Too much caffeine can cause dizziness

Caffeine: Recommended amount, effects and side effects

Caffeine: Popular pick-me-up

Caffeine is part of everyday life for most adults and is very popular. The per capita consumption of coffee beans in Germany is now 65 kilograms per year, reports the International Coffee Organization (ICO). Caffeine is not only found in coffee and cola, but also, for example, in black or green tea (here it is often called Teein) or cocoa. For many, it's not just about the taste, but about the activating caffeine effect. Caffeine is supposed to wake you up - and it does.

What is caffeine

Basically, caffeine is a psychoactive substance, an alkaloid that occurs naturally in various plants. Caffeine serves the plants as a defense against pests. It is contained, for example, in:

  • Seeds of the guarana tree
  • Coffee beans
  • Cocoa pods
  • Nuts of the cola
  • Leaves of tea bushes and mate plants

In humans, caffeine, which can also be produced synthetically, has a stimulating effect on the nervous system and increases concentration. This works with small amounts of around 100 milligrams, i.e. about one cup of filter coffee. In this country, the brown bean stock is the main source of caffeine for adults (proportion of total intake: 85 percent).

Caffeine: effect

Caffeine works by stimulating the release of the stress hormones cortisol and adrenaline. This increases blood pressure and makes the heart beat faster. 15 to 30 minutes are enough for the caffeine to get into the bloodstream and take effect. Degradation and elimination from the body in the urine then take an average of four hours.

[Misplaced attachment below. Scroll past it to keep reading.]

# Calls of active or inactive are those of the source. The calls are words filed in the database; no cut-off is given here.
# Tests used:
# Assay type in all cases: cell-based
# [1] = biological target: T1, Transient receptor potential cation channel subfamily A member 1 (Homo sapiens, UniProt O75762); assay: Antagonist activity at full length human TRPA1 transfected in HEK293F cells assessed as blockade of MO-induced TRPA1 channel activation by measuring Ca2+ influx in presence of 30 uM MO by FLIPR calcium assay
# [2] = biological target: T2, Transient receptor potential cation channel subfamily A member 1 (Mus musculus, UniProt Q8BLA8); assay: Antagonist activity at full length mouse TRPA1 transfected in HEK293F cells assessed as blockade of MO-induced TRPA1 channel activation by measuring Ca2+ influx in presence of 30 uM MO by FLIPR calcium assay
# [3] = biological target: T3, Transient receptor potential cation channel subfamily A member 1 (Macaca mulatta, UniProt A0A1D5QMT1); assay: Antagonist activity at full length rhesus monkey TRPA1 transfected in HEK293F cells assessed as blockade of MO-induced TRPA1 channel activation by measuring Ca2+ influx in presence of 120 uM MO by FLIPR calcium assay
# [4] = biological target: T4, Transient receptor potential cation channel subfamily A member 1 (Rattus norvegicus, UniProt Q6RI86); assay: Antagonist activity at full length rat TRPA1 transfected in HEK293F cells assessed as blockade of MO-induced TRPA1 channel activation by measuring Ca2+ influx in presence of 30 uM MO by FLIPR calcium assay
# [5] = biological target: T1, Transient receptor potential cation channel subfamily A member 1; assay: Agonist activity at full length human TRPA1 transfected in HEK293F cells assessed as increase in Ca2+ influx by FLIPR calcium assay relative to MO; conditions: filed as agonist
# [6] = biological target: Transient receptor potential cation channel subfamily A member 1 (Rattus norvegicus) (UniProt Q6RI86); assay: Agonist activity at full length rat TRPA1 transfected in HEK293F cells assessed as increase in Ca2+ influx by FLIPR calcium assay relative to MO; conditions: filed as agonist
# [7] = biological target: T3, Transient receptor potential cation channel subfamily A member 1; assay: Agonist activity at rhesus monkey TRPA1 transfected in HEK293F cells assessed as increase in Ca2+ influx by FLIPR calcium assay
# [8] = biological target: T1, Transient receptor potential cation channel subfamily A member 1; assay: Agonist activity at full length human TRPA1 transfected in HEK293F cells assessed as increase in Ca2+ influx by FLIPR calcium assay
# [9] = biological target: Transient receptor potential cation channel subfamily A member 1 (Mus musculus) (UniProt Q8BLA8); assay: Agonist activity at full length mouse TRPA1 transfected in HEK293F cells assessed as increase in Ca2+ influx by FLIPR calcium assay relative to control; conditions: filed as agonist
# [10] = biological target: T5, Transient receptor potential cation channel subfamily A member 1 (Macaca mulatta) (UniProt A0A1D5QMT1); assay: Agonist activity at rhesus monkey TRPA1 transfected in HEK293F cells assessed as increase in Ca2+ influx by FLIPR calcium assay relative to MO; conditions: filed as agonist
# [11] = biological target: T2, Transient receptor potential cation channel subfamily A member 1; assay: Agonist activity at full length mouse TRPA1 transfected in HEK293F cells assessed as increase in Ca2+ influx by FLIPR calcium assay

How strongly someone reacts to the substance depends, on the one hand, on how regularly they consume it. You can get used to caffeine, the awakening effect then subsides. On the other hand, it is also crucial how sensitively someone reacts to caffeine and how quickly or slowly the metabolism pushes the stimulant out again.

Caffeine: what are the positive effects?

The most famous effect of this substance is that it helps to stay or wake up. It does this by docking onto the so-called adenosine receptors in the nerve tissue and blocking them. The messenger substance adenosine regulates brain activity and functions as a tiredness signal.

A dose of 100 to 600 milligrams of caffeine also speeds up thinking, increases body coordination and relaxes the bronchi.

In addition, caffeine constricts the blood vessels, including those of the head arteries (which widen during a migraine attack), and the sensation of pain is reduced. For this reason, and because it increases the concentration of transmitter substances (e.g. serotinin, dopamine) in the brain, it is also recommended as a remedy for migraines and headaches.

For coffee itself, there is evidence that it may protect against type 2 diabetes, Parkinson's, depression, and liver disease. The consumption of coffee is also said to support cognitive abilities in old age. In addition to caffeine, other substances contained in coffee are probably responsible for these effects, for example antioxidants.

Caffeine: side effects

Too much caffeine can have exactly the negative effect and trigger migraines and headache attacks in the first place. Other possible side effects are:

  • increased need to urinate
  • Incontinence (in men)